We'll make a two-layer mask with elastic bands on the edges that slide over your ears.

It's not hard to find materials around your house that will work perfectly for your mask, even if you don't have a giant closet full of fabric. I used a workout towel for the liner layer, and a t-shirt sleeve for the front of the mask.

The important thing is to use fabric that breathes and doesn't fray much on the edges -- cotton or other natural fibers are your friend here. Hold it up to your face and try breathing through it before making your final decision.

And, use tightly-woven cotton fabric on both sides - so no gauzes.

If you're not sure what a fabric is made of, try a burn test -- pull out one thread and carefully catch it on fire with a lighter. If it burns up to ash, you've got natural fibers. If it melts, it's a polyester-type manmade material. 

This pattern is based on a pattern posted by CraftPassion.com

Once you've downloaded, print out two copies.

Choose which size you want and cut both patterns out along the correct line. 

Plastic Window

Place the plastic window pattern piece onto your clear plastic cup. Place it closer to the top for larger sizes or closer to the bottom for kid sizes. Cut the oval of plastic out with scissors.

Get your anti-fog gel and squeeze a bit on the inside of the window. Read the directions for use -- but for most of these, the directions boil down to "rub it in vigorously with your finger, then rinse it off immediately.". Let it air dry.

Towel Lining

Lay one pattern piece face up and one piece face down on your lining fabric. Leave a little space between the pieces. Trace around them with a marker, then draw another line 1/4" away from your first line. This is our seam allowance -- we'll trim it down a bit later, but it's there to give us a little more room to work.

Cut out the shapes and clip the seam allowance to the pattern line at the deepest point of the mouth hole. Fold the top and bottom seam allowance sections down to make a narrow hem around the opening. Glue the seams and place something heavy on top until they're dry. You don't need to wait the full 24 hours -- I found that around 20 minutes of dry time would give me a good hold.

Stack your two lining pieces with right sides together (so the glued seam allowances are on the outside top and bottom). 

Glue the front top and bottom edges of the two pieces together to make the front seam. Don't glue the mouth hole edges together! Just the part that will go over your nose and over your chin. 

Place something heavy on top and let this seam dry.

Front Fabric

I'm using a t-shirt sleeve for my mask, so I started by cutting the sleeve off the t-shirt, then cut along the underarm seam so I had a nice flat piece of fabric. 

Think about how you want your mask pattern to lay out on your face, and line the pattern pieces up with the design on your fabric before you cut. 

Trace your seam allowance lines 1/4" outside your pattern lines, just like you did with the lining.

Cut out the pattern pieces on the seam allowance line. You can make a narrow hem around the mouth the same way you did for the lining, or, if your fabric doesn't ravel at the edges, you can just neatly trim off the seam allowance and leave the edges raw. With some fabrics this will give a cleaner, sleeker look to the outside of your mask.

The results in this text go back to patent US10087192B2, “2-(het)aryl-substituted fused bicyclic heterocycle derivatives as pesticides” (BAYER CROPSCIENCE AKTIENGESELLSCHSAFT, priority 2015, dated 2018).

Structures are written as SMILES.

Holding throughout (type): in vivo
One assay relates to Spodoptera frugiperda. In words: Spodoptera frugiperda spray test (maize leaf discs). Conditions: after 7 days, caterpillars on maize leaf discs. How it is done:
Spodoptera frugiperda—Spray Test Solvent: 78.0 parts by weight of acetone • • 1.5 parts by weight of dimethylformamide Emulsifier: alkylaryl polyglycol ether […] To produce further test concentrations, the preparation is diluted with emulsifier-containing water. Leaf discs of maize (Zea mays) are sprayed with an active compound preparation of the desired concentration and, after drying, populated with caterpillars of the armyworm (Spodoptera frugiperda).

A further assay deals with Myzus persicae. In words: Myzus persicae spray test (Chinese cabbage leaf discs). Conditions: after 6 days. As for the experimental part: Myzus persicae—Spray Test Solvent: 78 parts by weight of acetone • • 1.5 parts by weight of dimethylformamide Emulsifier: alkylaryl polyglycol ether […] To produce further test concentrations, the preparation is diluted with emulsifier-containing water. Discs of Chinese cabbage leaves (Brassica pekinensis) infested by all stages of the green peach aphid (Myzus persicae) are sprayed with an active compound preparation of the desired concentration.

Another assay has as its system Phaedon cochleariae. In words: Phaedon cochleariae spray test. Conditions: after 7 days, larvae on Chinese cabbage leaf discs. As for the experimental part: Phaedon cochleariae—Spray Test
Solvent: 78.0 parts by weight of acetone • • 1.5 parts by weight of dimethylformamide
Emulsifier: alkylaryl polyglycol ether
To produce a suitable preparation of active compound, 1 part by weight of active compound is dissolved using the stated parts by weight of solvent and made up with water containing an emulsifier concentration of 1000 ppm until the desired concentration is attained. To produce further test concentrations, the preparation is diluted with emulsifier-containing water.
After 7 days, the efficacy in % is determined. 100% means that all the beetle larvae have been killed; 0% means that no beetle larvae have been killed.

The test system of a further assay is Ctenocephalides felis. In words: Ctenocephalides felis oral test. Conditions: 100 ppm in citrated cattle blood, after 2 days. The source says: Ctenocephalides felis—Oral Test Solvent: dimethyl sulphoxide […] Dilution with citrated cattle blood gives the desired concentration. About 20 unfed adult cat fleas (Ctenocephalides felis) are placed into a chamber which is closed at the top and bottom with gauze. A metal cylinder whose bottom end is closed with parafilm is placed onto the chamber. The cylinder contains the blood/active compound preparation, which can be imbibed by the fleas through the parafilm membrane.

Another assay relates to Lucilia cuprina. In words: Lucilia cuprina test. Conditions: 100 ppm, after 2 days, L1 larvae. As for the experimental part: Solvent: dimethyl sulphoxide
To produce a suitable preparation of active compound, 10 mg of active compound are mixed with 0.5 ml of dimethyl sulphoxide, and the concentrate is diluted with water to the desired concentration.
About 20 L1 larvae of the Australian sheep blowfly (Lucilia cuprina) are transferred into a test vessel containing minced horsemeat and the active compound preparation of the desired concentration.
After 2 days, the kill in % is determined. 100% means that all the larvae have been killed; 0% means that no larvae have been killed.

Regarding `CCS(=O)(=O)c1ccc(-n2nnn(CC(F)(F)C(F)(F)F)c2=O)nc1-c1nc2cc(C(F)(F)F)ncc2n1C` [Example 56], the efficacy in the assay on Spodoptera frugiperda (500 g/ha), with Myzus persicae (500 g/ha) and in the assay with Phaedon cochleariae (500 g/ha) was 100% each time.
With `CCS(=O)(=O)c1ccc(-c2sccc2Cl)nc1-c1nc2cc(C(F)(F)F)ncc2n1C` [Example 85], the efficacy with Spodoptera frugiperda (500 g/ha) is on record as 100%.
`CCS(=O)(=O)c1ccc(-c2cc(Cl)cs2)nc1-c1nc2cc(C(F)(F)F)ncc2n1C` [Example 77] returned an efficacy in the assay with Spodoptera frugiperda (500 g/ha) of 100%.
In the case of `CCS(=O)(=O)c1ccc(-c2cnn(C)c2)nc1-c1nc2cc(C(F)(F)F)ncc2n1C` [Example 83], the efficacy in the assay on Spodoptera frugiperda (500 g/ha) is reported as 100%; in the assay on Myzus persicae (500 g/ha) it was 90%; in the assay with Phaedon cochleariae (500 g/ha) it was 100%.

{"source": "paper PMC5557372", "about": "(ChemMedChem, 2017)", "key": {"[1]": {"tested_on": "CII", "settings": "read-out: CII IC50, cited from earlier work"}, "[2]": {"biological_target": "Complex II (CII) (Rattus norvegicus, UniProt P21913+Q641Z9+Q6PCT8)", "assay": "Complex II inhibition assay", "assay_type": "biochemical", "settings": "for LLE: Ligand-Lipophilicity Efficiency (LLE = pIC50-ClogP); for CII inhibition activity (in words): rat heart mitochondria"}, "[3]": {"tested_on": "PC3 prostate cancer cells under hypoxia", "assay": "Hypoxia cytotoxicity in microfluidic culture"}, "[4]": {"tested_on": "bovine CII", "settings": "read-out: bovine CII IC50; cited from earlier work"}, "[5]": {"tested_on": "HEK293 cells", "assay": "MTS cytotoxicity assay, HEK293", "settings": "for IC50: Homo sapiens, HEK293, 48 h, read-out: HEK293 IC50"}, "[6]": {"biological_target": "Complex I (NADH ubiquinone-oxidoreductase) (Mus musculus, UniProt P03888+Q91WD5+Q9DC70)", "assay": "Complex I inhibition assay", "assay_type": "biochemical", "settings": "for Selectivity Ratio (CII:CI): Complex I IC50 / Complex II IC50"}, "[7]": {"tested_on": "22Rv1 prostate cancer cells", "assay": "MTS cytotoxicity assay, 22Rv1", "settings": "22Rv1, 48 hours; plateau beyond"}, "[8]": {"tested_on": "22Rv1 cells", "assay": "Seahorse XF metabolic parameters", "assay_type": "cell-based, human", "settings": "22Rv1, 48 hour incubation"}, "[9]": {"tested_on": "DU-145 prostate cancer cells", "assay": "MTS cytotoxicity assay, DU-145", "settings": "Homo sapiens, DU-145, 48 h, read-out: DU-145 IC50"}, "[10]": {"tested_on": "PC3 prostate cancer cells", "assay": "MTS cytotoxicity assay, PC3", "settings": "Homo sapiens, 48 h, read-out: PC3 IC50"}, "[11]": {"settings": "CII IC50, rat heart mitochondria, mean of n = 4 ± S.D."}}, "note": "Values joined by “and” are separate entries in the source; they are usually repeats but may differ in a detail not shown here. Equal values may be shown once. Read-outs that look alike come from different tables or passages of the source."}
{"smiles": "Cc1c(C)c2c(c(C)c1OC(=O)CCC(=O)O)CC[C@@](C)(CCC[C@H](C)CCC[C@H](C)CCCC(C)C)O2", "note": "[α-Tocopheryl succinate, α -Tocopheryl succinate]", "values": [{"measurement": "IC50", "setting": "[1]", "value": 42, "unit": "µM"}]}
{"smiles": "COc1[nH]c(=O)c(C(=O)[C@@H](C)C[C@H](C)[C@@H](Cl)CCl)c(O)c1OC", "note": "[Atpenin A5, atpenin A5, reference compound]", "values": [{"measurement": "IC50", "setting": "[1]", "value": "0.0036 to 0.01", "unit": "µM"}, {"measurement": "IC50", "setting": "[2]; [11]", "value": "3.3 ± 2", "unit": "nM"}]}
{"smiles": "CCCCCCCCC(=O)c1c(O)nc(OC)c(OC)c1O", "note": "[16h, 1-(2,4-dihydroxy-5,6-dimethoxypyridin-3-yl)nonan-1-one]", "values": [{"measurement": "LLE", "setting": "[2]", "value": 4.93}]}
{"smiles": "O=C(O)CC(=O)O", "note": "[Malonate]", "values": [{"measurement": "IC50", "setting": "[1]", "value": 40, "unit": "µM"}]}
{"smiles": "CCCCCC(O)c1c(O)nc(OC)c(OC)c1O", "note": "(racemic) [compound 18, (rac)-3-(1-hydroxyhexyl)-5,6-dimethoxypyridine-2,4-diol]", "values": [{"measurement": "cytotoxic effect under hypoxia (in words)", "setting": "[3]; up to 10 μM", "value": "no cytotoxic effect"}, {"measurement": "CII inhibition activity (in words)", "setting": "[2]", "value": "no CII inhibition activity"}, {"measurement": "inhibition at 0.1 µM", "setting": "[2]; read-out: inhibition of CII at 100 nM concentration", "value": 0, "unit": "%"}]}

Stack the two pieces, right-sides-together again (so the pattern is on the inside and you're looking at the back of the fabric). Glue the front edge at the top and bottom, again leaving the mouth hole open.

Once the center seam has dried, open up the mask and lay it as flat as you can. Put some glue around the edge of the window, being careful not to get glue in the middle of the window. (If you do get some out-of-place, you can remove it with 99% alcohol). Be generous with the glue. We want to make a fairly airtight seal all the way around.

Flip it over and be sure everything looks nice and even from the front side. Let it dry.

Place your lining face up on the table, and place the front of the mask face down on top of it (right sides together, so the seams are on the outside). 

Glue across the top edge and the bottom edge, leaving the sides open. Let these seams dry.

Turn your mask right-side out. Fold the edges in so they look neat and tidy. You can press the with an iron if you'd like -- just be sure not to iron your plastic window or it will melt.

Carefully glue the lining edge to the inside of the plastic window. 

Slip your elastic band in between the front and back pieces on the sides. It doesn't need to go all the way to the top and bottom of the edges -- adjust it so it fits your face. Glue the edges down. 

Since this is a stress point, I didn't want to trust the glue entirely to keep the ear pieces in place, so I reinforced the glued edges with three staples on each side. The staples sink nicely into the towel fabric so they don't irritate my face.

Let your mask dry in the sunshine for at least 48 hours before you wear it. Let the glue fully cure and air out until you can't smell the glue anymore when you put the mask on.

You can wash this mask -- and you should wash it often -- but don't put it in the dryer or you'll risk melting the plastic and breaking down the glue.

After washing, re-apply your anti-fog gel to the inside of your window and give a rinse before you let the mask air-dry.

This guide was first published on Jun 24, 2020. It was last updated on Jun 24, 2020.
This page (Assembly) was last updated on Oct 21, 2020.